One of the most important points arising from the recent briefings on VAT by the Ministry of Finance is the proposed rules regarding ‘group registrations’.
These ‘group registrations’ will allow companies within the same group to register as one ‘enterprise’ for VAT purposes with one VAT registration number, and thus have only one joint return having to be filed each quarter.
It also appears that a lot of latitude will be granted to companies wanting to register under this concession. The big advantage is the use thereof to bundle cash positive businesses with cash negative businesses to immediately recover the amount of input VAT of the cash negative business instead of having to carry and wait for the credit to be repaid to the said company by the relevant tax authority. The waiting period is uncertain at this stage and will probably not be effected before an audit is conducted by the tax authority.
The prime example that comes to mind is to register a cash positive business such as a retail store – which receives payment on sale – with a cash business such as a property developer.
The latter will only start receiving output VAT upon sales of the property units, while still being liable to pay suppliers and the input VAT during the building process without any means to set such input VAT off against output VAT received.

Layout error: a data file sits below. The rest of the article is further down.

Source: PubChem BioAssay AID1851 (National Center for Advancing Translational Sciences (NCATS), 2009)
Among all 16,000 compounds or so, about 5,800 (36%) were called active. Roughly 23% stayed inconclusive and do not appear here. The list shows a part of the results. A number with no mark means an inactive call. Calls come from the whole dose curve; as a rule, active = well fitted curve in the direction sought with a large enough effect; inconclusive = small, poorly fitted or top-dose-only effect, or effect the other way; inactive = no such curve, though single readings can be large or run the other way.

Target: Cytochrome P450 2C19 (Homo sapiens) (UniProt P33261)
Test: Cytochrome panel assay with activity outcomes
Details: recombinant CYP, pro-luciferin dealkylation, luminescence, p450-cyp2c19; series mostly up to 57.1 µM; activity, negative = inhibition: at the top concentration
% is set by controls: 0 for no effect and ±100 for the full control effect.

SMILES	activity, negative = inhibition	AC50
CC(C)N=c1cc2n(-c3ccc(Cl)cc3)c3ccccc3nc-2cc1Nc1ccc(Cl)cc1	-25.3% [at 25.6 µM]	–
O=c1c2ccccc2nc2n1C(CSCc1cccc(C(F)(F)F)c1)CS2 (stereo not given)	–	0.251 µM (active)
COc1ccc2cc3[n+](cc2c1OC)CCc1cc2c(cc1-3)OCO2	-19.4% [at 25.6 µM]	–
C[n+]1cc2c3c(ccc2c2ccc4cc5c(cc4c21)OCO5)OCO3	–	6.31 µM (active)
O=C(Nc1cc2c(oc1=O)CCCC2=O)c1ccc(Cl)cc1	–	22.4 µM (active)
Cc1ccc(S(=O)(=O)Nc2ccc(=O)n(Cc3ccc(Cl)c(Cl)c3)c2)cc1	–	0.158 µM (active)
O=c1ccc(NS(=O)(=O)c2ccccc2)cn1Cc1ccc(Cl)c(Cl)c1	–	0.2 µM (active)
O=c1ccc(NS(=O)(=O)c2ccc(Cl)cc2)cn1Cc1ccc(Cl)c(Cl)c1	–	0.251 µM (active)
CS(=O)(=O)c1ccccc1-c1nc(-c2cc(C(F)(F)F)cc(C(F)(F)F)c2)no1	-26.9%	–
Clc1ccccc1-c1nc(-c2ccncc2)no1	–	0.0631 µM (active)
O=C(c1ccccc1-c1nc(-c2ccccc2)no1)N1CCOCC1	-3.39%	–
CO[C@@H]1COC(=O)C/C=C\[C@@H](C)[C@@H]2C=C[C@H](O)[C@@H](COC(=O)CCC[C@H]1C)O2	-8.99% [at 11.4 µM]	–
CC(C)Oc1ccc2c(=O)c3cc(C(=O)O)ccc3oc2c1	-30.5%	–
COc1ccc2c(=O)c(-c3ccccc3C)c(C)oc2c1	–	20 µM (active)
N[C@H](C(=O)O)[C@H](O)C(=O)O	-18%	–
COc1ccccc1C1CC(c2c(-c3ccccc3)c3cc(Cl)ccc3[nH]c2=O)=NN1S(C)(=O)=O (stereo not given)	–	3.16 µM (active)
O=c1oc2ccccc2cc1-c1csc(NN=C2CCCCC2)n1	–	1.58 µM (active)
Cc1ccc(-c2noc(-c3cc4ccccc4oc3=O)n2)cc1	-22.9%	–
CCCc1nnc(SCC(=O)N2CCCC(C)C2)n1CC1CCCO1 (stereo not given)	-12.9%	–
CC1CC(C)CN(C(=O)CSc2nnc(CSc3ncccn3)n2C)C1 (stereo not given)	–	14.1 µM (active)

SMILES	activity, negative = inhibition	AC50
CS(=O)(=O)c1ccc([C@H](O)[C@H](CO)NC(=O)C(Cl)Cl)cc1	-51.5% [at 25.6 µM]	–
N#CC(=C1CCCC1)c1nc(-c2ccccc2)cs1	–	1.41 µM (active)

In the UAE business landscape, group companies have generally used a diverse number of different company structures with different shareholders in order to achieve their ultimate business objectives.
It is usual practice for businesses to set up separate legal entities with different legal ownership for their overall purpose. By using consolidated accounts all these businesses are grouped together as one whole. With the introduction of VAT this will become more difficult and business groups will have to be split in line with VAT registration requirements and rules.
To take advantage of the ‘group registration’ concession, certain limitations must have been complied with. The limitations that have been imposed on ‘group registrations’ are firstly that the companies must be under the same ownership and secondly that the businesses must be in the same GCC country.
As of yet there do not appear to be any further restrictions, such as that the businesses within the group must conduct the same type of business. However, further rules may change the landscape even more. Nonetheless, the cashflow advantage that can be obtained by group registrations is self-evident and is a must to pursue and consideration must be had to restructuring the group businesses in order to do so.
John Peacock is a senior associate at BSA Ahmad Bin Hezeem & Associates LLP